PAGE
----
Improving your Collections

Thursday, August 15th, 2013

One of the areas that require extra attention during the tough economic conditions – as we’re experiencing now – is the collection of outstanding debts.

It’s an aspect of business that no one really enjoys – and even the people employed to do the job, very often, find it hard to do.  It’s a bit like being a dentist and drawing teeth.  You’ve got to do the job but your clients (patients) really don’t enjoy the process!  And, I’ve heard that dentists are the profession with the highest suicide rate (not sure if that’s true) – mainly because they feel so rejected, I guess!

Most firms I’ve been in have some form of collection process in line with their stated terms and conditions of credit.  The process usually goes something like this: at the end of the credit term – a phone call; two week later – another phone call (a little more terse!); and two weeks after that – a warning that the matter will be referred to collection agents.  This is followed by a personal letter of demand, then – if the debt is still not paid, a letter of demand from the collecting agent (usually an attorney); summons, judgment – and then, after all that, there is still no guarantee that the debt will ever be paid anyway.  I have felt that its usually not worth throwing additional collecting and legal costs after a debt, unless it’s material and there is a chance it can be collected.

Tough economic conditions mean that credit becomes harder to get.  Primary credit granters like the banks, in the form of a bank overdraft, get stricter on their limits and inevitably, firms that are struggling with cash flow, tend to make their suppliers wait longer for payment – to cover their cash shortfalls.  After all, it’s interest free and generally unsecured too – even though it’s actually cheeky!  But, this can just be a sign that the offending customer is actually on a slippery downward slope, and so firmer, stronger and quicker action is required.

Traditional collecting processes, once the debt reaches the ‘handing over’ phase, simply don’t work that well anymore.  People today simply don’t care – as long as it buys them some time!  And quite often, a customer will simply open accounts with a number of similar suppliers, and then ‘roll’ his purchases from one to the other – a bit like using one credit card to settle the balance on the other!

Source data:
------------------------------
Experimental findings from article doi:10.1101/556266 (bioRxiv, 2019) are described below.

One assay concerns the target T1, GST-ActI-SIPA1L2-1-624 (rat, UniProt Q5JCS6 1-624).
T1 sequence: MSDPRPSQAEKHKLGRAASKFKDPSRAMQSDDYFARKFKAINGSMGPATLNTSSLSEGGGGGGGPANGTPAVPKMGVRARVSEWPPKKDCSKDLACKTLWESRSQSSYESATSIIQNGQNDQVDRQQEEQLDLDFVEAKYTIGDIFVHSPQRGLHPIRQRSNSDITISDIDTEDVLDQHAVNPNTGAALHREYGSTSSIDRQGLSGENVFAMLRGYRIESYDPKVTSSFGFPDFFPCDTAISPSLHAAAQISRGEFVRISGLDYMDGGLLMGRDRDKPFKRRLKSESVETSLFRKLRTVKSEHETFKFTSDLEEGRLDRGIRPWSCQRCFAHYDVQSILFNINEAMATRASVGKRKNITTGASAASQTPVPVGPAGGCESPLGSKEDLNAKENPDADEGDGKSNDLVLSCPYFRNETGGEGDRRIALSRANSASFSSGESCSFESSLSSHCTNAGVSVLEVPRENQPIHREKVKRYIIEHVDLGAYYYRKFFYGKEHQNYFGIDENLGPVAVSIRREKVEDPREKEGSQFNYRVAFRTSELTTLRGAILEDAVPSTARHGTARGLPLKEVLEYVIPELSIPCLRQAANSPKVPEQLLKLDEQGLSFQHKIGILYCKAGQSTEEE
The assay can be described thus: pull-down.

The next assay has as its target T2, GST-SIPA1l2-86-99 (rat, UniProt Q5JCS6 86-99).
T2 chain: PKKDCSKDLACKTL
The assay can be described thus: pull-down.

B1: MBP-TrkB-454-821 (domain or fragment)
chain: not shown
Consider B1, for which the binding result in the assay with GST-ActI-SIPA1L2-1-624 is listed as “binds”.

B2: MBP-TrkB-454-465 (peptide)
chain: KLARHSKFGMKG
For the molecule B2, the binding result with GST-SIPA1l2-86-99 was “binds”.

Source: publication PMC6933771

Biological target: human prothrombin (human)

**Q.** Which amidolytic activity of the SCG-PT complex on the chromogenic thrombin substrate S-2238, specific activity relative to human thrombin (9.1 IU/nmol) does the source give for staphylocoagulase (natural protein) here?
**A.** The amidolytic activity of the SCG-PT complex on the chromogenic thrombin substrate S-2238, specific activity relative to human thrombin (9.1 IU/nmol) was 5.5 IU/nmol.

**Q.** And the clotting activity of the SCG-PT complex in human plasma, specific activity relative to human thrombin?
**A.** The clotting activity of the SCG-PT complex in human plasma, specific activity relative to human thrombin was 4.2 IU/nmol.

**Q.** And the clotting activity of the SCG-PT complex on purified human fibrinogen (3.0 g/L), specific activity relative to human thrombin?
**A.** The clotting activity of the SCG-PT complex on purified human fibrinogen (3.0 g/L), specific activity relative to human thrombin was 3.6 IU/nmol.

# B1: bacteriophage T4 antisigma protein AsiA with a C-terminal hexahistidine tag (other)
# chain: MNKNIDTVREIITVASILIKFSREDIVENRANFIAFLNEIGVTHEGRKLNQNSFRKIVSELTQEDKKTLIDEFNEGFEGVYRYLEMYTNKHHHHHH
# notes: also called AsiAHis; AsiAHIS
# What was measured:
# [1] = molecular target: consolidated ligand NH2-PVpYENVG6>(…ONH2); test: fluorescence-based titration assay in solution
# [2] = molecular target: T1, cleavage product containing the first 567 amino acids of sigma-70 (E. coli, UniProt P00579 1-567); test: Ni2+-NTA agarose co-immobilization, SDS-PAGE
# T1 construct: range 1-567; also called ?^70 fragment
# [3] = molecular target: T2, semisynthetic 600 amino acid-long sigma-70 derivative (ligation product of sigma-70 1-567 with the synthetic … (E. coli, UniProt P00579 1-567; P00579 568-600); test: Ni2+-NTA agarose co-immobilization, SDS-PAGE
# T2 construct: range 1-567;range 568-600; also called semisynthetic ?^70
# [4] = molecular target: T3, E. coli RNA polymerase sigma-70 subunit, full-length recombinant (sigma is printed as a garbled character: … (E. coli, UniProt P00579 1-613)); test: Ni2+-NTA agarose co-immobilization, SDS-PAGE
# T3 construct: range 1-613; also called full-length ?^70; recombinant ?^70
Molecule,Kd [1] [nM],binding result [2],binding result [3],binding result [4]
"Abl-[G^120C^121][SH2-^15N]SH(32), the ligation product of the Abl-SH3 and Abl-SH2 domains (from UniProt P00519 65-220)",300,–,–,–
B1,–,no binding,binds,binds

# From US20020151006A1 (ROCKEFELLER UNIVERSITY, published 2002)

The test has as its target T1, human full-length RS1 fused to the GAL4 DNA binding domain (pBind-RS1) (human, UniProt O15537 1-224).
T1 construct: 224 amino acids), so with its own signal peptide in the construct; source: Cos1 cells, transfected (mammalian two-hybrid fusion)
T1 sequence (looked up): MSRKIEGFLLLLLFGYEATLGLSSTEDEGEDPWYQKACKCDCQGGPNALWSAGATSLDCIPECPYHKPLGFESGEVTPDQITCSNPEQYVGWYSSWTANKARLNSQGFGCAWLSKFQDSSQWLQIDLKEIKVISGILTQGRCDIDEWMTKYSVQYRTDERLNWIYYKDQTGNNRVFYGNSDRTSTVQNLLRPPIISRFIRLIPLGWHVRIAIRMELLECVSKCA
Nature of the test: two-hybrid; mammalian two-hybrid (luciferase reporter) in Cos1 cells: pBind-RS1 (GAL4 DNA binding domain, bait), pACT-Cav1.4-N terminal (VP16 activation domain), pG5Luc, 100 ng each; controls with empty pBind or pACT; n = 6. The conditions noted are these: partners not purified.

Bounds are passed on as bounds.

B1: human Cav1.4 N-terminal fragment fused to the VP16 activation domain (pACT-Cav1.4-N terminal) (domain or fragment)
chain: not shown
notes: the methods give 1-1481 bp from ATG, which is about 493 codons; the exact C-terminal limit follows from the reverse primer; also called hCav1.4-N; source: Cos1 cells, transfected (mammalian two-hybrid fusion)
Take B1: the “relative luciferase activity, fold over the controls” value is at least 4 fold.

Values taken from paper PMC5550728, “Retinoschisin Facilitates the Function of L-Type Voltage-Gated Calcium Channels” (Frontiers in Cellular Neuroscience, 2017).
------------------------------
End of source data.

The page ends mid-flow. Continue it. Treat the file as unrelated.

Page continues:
So, I think we need a new way of looking at the problem!

Clearly, there are those genuine cases where a late payment is the exception rather than the norm, and there might be a valid reason for it.  I advise clients to try and assist wherever possible, but be alert at the same time.  In all other cases, we must remember the old adage “the squeaky wheel gets the oil”.  Simply, your collection process needs to get the attention of the customer much more emphatically than the other suppliers on his list, and so that your payment is on top of the pile come month end.

We have discovered a firm that proposes to address this problem in a different way.  It’s name is ‘Accountability’!  They are a web-based service that partners with extensive Credit Bureaus, providing access to an active credit database of 22 million consumers and 1.7 million businesses. (check them out at

Their service seems to be in two parts.   A regular monthly subscription to their service (R228) enables a member firm to

  • Access that huge database, to ensure better credit referencing – before granting credit.  Preventative credit policing!
  • To send out letters of demand to customers, via the web service, thereby creating a record of default on a customer within the database.  This will create a problem for the customer should he/she wish to obtain credit from other credit granters.  A ‘black-balling’ service, in effect!

Under the New Credit Act, credit granters have to be very careful extending credit to customers, and so having a poor payment record will definitely inhibit a customer’s chances of success in future.

A word of warning though!  Make sure your client/customer really is in default before going through this process.  Nowadays, having a poor credit record is not only a major constraint to doing business, it’s a major job trying to rectify too.  You don’t want an innocent customer suing the pants off you, if you make a mistake!

We’ve decided to introduce this process into our own business; to see how it works before we really recommend it.  I have a sense though, that we might be on to something worthwhile!